…. read more from Suzanne


Readers? Comments? Let’s get this conversation started!
Please write to me at blog(at)



  1. donna May 27, 2008

    I tell you, when you are dealing with the care of an elderly parent who is sick and then has dementia or alzheimers on top of the sickness, it is horrific. My Mom was diagnosed about one year ago and the disease becomes worse every day. Not only does she have congestive heart failure and is 88, but she now suffers with alzheimers. She still knows who she is most of the time and who I am. But, everything else seems to be a problem for her. The patience that it takes for someone to care for a patient is unbelievable. I believe that you would have to be a saint not to lose it every now and then. But, the times when we lose it, we have to immediately turn around and pray for guidance and patience. As heartbreaking as this disease is on the family, just imagine the heartbreak your loved one must feel at times. My Mom is in and out of reality and I am not sure which is worse. I think for her, she knows enough while she is in reality to know that things are very wrong. Just pray. Just pray.

  2. Carol Wright August 7, 2008

    My mom has been dx’d with Alzheimer’s for about four years. She had hear surgery in 1998, back surgery the next year, a personal abuse trauma about perhaps 8 years ago…she took a nose dive after these episodes. I arrived to care for her 24/7 6.5 years ago. After 1.5 years, I got her on Zoloft, then my full time efforts started to pay off.

    Anyway the Alz dx was based on scans that eliminated the vascular causes and an hour long memory test, which I have to admit she flunked. So she was stamed Alzheimer’s which doomed her future.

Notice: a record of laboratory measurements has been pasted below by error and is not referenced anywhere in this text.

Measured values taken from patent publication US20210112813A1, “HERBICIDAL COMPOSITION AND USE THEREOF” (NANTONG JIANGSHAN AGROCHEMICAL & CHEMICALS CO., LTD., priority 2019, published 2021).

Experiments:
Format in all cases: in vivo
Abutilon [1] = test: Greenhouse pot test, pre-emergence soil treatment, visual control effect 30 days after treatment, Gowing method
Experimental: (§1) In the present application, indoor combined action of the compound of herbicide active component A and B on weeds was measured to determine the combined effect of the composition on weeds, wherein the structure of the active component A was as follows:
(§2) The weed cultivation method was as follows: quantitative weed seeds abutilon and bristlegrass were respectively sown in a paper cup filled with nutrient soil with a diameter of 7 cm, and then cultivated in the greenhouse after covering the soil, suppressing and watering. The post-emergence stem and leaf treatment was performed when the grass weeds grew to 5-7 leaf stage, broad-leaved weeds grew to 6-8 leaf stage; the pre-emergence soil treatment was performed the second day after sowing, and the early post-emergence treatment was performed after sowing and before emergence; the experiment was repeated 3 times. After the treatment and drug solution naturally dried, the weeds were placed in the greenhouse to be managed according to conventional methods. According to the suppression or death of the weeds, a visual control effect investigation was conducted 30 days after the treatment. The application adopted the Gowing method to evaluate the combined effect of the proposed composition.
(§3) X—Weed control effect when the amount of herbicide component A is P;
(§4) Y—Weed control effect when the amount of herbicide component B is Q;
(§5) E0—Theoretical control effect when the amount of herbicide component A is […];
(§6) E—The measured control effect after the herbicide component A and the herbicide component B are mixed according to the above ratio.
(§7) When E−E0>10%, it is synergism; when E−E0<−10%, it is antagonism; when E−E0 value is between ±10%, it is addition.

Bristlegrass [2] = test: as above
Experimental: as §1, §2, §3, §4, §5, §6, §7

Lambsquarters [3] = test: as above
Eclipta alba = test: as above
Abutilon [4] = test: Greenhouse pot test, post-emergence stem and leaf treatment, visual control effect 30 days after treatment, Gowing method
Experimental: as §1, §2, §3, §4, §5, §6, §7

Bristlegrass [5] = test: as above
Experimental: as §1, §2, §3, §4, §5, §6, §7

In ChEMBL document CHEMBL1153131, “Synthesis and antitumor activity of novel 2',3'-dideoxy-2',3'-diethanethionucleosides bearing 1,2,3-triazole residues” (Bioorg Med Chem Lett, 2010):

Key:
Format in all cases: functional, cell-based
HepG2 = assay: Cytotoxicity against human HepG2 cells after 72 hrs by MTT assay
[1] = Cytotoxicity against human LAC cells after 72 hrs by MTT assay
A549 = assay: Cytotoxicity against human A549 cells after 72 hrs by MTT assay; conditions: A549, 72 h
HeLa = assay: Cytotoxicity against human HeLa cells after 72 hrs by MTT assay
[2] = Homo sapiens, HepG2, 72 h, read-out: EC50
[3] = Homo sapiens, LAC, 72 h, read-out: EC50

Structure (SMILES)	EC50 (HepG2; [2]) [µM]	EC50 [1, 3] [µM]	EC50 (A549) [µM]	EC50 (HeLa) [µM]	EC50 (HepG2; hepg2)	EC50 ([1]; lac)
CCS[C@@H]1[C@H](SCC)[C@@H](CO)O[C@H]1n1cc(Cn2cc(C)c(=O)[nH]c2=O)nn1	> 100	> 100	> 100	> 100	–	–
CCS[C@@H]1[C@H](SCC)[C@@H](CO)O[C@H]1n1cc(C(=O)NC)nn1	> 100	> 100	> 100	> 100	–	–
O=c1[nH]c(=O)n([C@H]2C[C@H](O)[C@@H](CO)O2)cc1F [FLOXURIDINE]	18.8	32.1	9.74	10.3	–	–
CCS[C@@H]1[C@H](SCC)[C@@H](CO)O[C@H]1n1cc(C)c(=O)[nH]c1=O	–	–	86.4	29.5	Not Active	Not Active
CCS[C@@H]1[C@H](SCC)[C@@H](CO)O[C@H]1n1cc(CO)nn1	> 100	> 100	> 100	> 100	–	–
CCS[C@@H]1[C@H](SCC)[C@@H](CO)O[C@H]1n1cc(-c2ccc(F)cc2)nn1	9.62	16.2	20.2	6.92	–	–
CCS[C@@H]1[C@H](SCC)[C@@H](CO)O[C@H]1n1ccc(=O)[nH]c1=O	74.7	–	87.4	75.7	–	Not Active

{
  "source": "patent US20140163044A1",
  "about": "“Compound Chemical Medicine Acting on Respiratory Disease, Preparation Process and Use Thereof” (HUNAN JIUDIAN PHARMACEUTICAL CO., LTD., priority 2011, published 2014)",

When she suffered a hip fracture and had to spend time in the nursing home, she went looney tunes cause of the painkillers. The doc said he’d also take her off Oxybutynin/Ditropan as that could also cause confusion. That stayed in my mind.
    As the symptoms for mom didn’t fit the bladder probls Mom was having, I sug to the dr if we could stop Oxybutynin for awhile to see if it helped memory. I noticed some improvements in about 3 weeks, which continued. I then got the courage to ask Mom if she noticed any improvement in her memory recently. And MOM popped out like a Jack in the Box. “Why Yes,” she said…”About a week ago, I noticed…” and proceeded to have a conversation, the first in ten years maybe. I almost fainted. After a few minutes, I got the camcorder and recorded it for history. There is so far another video of her reunion with her old friend Howard. More to come. You’ll find these “after” videos and many “before” videos on my CarolJWright YouTube channel. Also other Before videos on my AlzheimersCaregiver channel.
    When I wrote the doctor about this, she brushed me off with a “Glad your mother is feeling perkier. Have a nice summer.”

    After two weeks, mom’s “regular person” demeanor has maintained, and she’s learning words again slowly…learning to tell time, can count by fives, gets jokes, is more self sufficient, etc. I do not know full extent of permanent dementia, or if she can learn her way out of it totally.

Trisha Torrey